EW reviews summer music -- We take a closer look at releases by The Beach Boys, David Bowie, The Sex Pistols, and more
EW reviews summer music
THE BEACH BOYS
SURFIN’ SAFARI & SURFIN’ USA; SURFER GIRL & SHUT DOWN VOLUME 2; PET SOUNDS (CAPITOL; CD)
THE RISE AND FALL OF ZIGGY STARDUST AND THE SPIDERS FROM MARS; CHANGESBOWIE (RYKODISC; ALL FORMATS)
HAVE A NICE DAY (VOLUMES 1-10) (RHINO; CD, T, BONUS TRACKS ON CD)
THE SEX PISTOLS
LIVE AT CHELMSFORD TOP SECURITY PRISON (RESTLESS; ALL FORMATS)
It’s almost summer, traditionally a time to catch up on classic books. But before curling up in a hammock with Ulysses, War and Peace, or — oh, come on, why not? — Stephen King’s swollen new version of The Stand, consider an alternative. Why not catch up on some classic music? It’s more restful. You can listen to it while lying in the sun with your eyes closed.
Besides, lots of nifty stuff has been released or rereleased. Start with the Beach Boys, even though their guiding genius, Brian Wilson, never willingly went near the beach. Five of the group’s albums are available for the first time on CD. Four of these — Surfin’ Safari and Surfin’ USA are combined on one disc, Surfer Girl and Shut Down Volume 2 are together on another-offer the group’s earliest work, making them the least demanding outdoor listening but also historically the most intriguing. You can follow the Boys as they sharpened their musical touch, amusing themselves along the way with curious novelties-Brian’s boogie-woogie piano on Surfer Girl, a prophetic mock feud between Brian and Mike Love on Shut Down Volume 2. You won’t hear this stuff on collections of the band’s greatest hits.
Pet Sounds, of course, is the Beach Boys’ masterpiece, released in 1966 at the height of their career. The songs were never meant to be whistled or danced to; they’re rich and intricate, music for the mind and soul, not for the pop charts. None of the songs is a classic — the album itself is the classic, Exhibit A in any argument that rock can be art.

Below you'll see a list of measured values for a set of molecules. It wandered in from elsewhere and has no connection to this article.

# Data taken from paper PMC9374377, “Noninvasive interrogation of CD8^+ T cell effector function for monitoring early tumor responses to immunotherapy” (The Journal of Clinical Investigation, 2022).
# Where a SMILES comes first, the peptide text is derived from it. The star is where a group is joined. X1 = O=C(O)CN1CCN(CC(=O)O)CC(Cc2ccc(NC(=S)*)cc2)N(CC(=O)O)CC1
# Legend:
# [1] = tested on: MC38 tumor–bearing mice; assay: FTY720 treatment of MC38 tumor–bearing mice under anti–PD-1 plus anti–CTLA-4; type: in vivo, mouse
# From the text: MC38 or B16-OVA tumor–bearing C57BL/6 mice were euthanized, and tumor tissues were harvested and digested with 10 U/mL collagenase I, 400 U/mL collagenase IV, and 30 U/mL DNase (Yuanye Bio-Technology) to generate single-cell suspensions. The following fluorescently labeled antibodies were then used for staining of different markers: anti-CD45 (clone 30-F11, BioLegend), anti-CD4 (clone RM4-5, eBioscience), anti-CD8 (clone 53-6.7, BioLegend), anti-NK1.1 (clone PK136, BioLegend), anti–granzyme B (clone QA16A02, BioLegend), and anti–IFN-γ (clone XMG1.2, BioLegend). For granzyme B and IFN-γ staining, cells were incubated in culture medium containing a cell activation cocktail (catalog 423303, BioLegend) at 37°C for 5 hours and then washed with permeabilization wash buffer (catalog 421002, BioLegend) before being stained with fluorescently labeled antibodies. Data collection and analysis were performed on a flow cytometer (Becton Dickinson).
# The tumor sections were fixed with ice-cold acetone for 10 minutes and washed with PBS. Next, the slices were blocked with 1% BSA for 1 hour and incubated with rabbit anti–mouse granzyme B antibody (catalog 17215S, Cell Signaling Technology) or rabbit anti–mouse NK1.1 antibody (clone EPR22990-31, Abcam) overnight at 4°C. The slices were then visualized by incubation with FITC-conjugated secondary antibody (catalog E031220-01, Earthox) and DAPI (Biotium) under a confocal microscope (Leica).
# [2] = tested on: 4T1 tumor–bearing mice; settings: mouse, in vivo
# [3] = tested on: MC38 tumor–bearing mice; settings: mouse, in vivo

All three CDs have detailed booklets, nostalgic photos, and bonus tracks that weren’t on the original albums (most of them trivial: instrumental outtakes from Pet Sounds, for instance, or a German version of ”In My Room”). Surfin’ Safari & Surfin’ USA B Surfer Girl & Shut Down Volume 2 B+ Pet Sounds A+
Two David Bowie items — 1972’s The Rise and Fall of Ziggy Stardust and the Spiders From Mars and Changesonebowie, a greatest hits album from 1976 — among the classics most eagerly awaited on CD. Rykodisc has now given fans more than they wanted: Ziggy Stardust plus a new album called Changesbowie, which contains everything on Changesonebowie and Bowie’s biggest post-1976 hits as well. There’s also an amusing remix of the 1975 smash ”Fame” that makes it sound like a ’90s dance track.
The Ziggy Stardust disc generously offers five previously unreleased tracks. But the album meanders and, like all Bowie’s early work, sounds with each passing year more like music from a distant, almost alien age. Changesbowie is the better investment; as music critic Robert Christgau noted back in 1976, Bowie’s best individual songs are stronger than his albums. Ziggy Stardust B Changesbowie A
Have a Nice Day is an obsessive, even insane collection — 10 albums of trash pop songs, mostly by forgotten groups, that bubbled on the charts from June 1969 to November 1973. Preliminary observation indicates that people are listening to this collection with a combination of madcap delight and outraged + amazement, mixed with occasional nostalgic sighs when a special favorite spins by — ”Love Grows (Where My Rosemary Goes)” by Edison Lighthouse, for example, or Cashman & West’s ”American City Suite.” The albums are packaged and annotated with amused affection, but be warned: Some contain only 35 minutes of music. As both CDs and tapes can hold more than twice that, Rhino could more generously have issued the entire collection in six volumes instead of 10. B
Finally we come to the Sex Pistols, who performed live at England’s Chelmsford Top Security Prison in September 1976, before Sid Vicious joined the group. The music sounds as if it were recorded in a tin can, but lead singer Johnny Rotten lives up to his legend as punk’s most disruptive personality. ”I bet you all got bored sitting indoors with your wife and kids,” he tells his audience of prisoners. ”Let’s have a riot!” At which point, so the liner notes say, ”the prison officers stepped forward brandishing their truncheons.” Recommended for connoisseurs of anarchy. B-